The D.C. Council yesterday amended its proposed cable television legislation to set goals, but not numerical quotas, for minority hiring by companies bidding for cable franchises in the city.
The affirmative action compromise calls for competing companies to submit detailed plans for minority hiring. It sets a goal of 70 percent minority employment in the companies within two years, and it suggests that cable companies require 51 percent of their employes to live within the District.
The council had earlier rejected attempts to require companies to meet both the minority hiring and residency standards.
In other action yesterday the council, despite a last-minute veto threat from Mayor Marion Barry, gave initial approval to a bill that would give it the right to review proposed sales of city land by the Redevelopment Land Agency.
Affirmative action has been a sensitive issue throughout the consideration of the cable legislation, because the development of cable here has been seen as one of the last chances for blacks and other minorities to be included in the early stages of a major technological industry.
Council Member Wilhelmina Rolark, who had attempted unsuccessfully to impose the numerical affirmative action standards, offered yesterday's compromise proposal. It passed with little debate, although the council members did have a lively exchange over the issue of regulating obscene programming on cable channels.
Council Member Nadine P. Winter (D-Ward 6) caused an uproar in the chamber when she said she wanted the commission to define obscenity and prohibit cable companies from broadcasting it. "There's absolutely nothing in the bill to give parents forewarning," Winter said.
However, she withdrew her amendment after several critical comments, including one from Wilson, who said: "Some of us would like to see whatever America has to offer. The evening news can be offensive . . . I don't understand why sex is always offensive. I think it's good for you."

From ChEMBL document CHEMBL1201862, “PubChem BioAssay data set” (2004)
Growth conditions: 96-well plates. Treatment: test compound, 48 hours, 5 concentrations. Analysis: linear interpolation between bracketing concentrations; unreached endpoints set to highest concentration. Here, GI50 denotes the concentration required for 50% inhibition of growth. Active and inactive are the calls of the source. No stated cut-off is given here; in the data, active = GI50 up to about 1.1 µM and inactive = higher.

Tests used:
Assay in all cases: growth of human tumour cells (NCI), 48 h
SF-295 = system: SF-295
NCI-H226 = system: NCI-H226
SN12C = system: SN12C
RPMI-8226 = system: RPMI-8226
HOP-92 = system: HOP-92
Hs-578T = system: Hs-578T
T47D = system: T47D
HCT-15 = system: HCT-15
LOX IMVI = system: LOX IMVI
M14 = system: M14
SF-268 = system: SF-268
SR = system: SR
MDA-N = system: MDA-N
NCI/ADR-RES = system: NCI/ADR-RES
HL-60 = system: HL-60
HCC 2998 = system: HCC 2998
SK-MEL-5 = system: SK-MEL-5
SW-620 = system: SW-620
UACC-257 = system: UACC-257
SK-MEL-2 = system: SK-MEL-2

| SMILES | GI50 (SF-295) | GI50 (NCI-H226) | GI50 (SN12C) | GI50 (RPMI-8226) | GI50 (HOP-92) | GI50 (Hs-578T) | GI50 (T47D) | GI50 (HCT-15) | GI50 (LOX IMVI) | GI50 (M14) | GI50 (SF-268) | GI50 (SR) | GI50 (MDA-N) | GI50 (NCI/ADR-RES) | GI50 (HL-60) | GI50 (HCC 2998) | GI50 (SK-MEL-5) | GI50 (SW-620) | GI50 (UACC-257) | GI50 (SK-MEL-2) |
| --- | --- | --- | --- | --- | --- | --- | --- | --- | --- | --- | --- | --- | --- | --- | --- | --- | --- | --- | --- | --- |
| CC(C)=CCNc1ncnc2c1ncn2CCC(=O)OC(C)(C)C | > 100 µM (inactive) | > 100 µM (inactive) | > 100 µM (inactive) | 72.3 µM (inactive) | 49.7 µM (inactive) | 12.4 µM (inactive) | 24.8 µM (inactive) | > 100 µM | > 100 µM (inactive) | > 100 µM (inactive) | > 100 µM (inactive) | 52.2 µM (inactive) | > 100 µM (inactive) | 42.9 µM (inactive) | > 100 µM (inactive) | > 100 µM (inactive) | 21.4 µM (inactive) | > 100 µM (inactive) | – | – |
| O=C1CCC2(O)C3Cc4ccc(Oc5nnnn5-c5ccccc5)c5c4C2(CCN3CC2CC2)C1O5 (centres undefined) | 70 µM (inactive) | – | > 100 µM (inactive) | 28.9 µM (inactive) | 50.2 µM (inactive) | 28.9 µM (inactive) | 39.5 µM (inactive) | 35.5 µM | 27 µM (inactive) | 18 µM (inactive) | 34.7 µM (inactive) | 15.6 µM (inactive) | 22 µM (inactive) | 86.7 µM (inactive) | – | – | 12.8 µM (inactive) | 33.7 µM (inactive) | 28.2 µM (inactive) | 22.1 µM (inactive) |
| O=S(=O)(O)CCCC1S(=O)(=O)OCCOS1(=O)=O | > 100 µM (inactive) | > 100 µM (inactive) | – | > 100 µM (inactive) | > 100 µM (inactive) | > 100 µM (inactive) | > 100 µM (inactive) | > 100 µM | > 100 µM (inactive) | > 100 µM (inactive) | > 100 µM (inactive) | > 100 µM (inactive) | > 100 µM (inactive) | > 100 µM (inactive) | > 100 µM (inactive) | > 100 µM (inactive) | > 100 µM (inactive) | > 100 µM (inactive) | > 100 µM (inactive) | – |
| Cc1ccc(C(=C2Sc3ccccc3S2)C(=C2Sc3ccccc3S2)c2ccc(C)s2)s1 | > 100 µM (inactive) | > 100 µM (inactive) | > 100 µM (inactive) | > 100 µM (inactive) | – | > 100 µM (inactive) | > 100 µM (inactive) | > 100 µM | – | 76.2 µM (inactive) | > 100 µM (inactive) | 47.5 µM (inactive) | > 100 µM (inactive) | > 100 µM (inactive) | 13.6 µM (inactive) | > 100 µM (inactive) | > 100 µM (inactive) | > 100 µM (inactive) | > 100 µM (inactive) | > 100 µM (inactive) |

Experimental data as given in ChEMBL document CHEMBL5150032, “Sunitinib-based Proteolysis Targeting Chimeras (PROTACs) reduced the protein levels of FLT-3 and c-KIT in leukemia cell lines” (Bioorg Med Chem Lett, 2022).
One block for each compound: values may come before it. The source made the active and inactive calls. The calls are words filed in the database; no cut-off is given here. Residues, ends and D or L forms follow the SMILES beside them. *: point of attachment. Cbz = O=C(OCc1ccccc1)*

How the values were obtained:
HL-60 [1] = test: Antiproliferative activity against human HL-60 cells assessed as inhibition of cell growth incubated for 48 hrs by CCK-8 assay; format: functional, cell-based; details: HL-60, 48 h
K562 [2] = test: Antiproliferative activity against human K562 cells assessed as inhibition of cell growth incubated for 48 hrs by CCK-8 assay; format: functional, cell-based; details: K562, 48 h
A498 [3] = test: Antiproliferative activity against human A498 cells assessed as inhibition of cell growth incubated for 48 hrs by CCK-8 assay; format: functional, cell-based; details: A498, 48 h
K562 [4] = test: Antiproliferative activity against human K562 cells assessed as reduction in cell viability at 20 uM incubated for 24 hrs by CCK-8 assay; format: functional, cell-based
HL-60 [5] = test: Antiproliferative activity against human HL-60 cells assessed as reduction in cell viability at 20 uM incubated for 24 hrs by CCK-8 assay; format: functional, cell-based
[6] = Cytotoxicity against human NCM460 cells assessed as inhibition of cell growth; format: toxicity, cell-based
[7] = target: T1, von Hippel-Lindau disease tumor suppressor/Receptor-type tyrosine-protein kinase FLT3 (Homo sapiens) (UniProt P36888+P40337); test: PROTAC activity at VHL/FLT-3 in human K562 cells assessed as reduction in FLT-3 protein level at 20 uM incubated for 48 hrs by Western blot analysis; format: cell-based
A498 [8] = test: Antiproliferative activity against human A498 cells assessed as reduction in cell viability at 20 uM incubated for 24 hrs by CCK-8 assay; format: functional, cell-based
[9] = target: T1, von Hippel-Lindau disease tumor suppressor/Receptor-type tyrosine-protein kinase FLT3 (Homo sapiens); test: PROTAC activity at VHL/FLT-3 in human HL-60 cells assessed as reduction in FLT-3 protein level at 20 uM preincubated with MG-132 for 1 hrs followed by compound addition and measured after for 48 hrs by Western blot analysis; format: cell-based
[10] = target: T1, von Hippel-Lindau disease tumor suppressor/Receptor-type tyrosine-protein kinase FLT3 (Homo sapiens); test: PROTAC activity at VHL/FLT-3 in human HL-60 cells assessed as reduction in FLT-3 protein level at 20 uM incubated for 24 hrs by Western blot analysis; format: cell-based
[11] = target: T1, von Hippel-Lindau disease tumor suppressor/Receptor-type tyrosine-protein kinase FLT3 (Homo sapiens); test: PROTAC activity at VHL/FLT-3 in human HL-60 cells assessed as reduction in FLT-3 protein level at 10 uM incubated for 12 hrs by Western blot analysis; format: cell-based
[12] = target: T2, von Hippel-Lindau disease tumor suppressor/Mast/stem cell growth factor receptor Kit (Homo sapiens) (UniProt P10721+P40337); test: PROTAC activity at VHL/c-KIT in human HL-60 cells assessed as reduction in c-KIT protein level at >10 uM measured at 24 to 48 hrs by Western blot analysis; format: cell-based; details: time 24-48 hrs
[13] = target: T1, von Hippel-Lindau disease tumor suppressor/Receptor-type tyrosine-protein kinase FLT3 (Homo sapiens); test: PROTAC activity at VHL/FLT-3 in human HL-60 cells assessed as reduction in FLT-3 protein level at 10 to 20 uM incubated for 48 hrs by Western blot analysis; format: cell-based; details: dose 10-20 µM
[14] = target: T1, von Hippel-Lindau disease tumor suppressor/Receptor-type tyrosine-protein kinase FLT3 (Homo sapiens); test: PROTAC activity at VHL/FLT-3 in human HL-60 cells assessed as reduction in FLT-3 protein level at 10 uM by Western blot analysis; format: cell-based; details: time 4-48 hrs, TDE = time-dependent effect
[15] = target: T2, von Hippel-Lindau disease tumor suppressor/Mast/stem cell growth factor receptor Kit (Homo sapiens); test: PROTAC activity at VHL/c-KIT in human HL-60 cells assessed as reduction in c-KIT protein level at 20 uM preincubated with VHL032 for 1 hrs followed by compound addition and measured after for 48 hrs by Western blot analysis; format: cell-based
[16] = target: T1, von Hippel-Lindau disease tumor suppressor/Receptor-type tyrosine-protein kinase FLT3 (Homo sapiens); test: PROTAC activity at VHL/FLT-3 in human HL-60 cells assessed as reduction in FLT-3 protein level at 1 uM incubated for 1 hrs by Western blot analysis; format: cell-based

The Rev. Jerry A. Moore Jr. (R-At Large), a Baptist minister, said he wished the council could curb obscenity, but "we have to be careful about what we legislate."
Adult movie programming, primarily for late-night viewing, is a significant attraction offered by cable companies in other areas of the country.
The council did adopt an amendment from Rolark that would require cable companies operating in the District to provide each subscriber with a "lockbox" that could be used to block out channels that might contain X-rated or R-rated materials.
On a second affirmative action issue, the council rejected an effort by Council Member David A. Clarke to amend the city's minority contracting law by attaching a rider to the cable bill.
Clarke sought to include Oriental Americans and all Americans of Spanish descent--both groups are treated as minorities in the cable bill--in the existing contract law that sets aside 25 percent of city contracts for special bidding by minorities.
Council Member John A. Wilson (D-Ward 2), angered by the council's refusal to pass Clarke's amendment, called the action "racist" and, in protest, cast the only vote against the cable bill.
The bill, scheduled for a final vote April 27, provides for a 28-member commission, to be appointed by the council and the mayor, to guide the city in selecting the cable companies that would operate here.
Barry has previously objected to the legislation on the grounds that it gives the council too much power in naming commission members and awarding cable franchises. The mayor believes he should have the power to choose which companies should provide cable service here, but he has not indicated whether he will veto the cable legislation.
Actual cable service is not expected to begin until at least two years after cable legislation is finally passed.
The bill giving the council the right to review proposed sales of city land by the RLA was introduced by Council Member Charlene Drew Jarvis (D-Ward 4), who said the council has a right to know what land the city is selling.
Just minutes before yesterday's 10 a.m. session, aides to Barry circulated a letter from him in which he said the legislation "could in some instances seriously hamper the RLA's ability to take advantage of development" and said he intends "to disapprove this proposed legislation . . . ."
Jarvis, chairman of the housing and community development committee, said Barry's letter was "laughable" and "full of inaccuracies." She said Barry has been silent on the issue for weeks.
Jarvis said the council "pulled back" from an initial proposal which would have allowed it, rather than the RLA, to make the final decision to sell city property. The current bill gives the council the right to review RLA proposals but does not specify what action the council can take to modify them.